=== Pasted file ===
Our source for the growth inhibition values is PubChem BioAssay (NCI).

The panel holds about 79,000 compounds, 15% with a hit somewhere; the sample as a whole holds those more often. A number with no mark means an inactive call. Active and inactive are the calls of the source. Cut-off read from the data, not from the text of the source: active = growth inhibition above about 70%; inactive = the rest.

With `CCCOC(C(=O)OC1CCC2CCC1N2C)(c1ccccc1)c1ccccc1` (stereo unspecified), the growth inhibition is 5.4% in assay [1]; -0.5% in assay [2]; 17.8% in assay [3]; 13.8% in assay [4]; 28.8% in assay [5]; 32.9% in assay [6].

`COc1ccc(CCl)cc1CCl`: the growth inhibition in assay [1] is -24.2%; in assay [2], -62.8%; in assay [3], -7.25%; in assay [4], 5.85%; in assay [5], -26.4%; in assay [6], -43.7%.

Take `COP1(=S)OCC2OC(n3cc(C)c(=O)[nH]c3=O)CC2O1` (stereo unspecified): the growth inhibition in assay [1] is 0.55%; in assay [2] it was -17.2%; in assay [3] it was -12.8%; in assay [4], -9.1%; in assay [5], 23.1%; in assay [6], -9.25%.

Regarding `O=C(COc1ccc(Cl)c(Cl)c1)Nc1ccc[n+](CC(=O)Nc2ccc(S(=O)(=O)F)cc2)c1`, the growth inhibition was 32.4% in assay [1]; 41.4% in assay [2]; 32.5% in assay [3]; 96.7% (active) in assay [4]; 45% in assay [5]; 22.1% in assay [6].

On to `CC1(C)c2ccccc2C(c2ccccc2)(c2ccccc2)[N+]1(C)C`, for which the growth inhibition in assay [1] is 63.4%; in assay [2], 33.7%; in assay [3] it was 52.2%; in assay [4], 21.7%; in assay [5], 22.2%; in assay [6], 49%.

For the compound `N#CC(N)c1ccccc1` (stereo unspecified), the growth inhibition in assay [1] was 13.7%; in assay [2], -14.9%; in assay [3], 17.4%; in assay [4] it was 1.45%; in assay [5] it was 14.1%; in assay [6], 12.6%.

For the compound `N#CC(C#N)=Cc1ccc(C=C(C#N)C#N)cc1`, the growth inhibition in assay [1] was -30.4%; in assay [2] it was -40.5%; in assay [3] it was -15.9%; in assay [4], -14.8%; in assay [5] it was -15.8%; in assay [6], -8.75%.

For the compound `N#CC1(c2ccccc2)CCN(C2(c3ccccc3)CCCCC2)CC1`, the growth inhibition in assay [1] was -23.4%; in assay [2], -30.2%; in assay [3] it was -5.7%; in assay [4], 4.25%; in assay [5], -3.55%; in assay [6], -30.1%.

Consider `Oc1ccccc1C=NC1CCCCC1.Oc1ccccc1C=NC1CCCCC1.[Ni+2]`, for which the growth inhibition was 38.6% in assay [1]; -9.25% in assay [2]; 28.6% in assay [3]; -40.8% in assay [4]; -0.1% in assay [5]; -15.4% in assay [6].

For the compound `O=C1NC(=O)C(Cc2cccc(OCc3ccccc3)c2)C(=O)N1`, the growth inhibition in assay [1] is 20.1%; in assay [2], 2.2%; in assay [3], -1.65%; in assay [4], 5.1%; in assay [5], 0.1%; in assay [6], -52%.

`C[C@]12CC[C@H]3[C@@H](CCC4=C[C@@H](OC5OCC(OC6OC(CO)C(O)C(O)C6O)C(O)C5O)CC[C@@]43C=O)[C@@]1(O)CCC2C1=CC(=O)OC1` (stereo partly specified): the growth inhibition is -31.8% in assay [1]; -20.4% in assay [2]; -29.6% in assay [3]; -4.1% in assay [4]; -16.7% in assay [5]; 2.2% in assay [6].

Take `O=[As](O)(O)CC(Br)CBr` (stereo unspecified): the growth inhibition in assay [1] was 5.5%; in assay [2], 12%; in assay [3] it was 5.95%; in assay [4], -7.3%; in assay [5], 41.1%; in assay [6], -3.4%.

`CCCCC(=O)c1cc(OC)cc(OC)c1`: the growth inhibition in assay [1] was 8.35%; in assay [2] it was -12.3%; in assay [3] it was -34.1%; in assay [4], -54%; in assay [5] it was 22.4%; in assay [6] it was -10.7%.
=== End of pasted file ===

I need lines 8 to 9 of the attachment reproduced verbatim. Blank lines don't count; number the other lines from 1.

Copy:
For the compound `N#CC(N)c1ccccc1` (stereo unspecified), the growth inhibition in assay [1] was 13.7%; in assay [2], -14.9%; in assay [3], 17.4%; in assay [4] it was 1.45%; in assay [5] it was 14.1%; in assay [6], 12.6%.

For the compound `N#CC(C#N)=Cc1ccc(C=C(C#N)C#N)cc1`, the growth inhibition in assay [1] was -30.4%; in assay [2] it was -40.5%; in assay [3] it was -15.9%; in assay [4], -14.8%; in assay [5] it was -15.8%; in assay [6], -8.75%.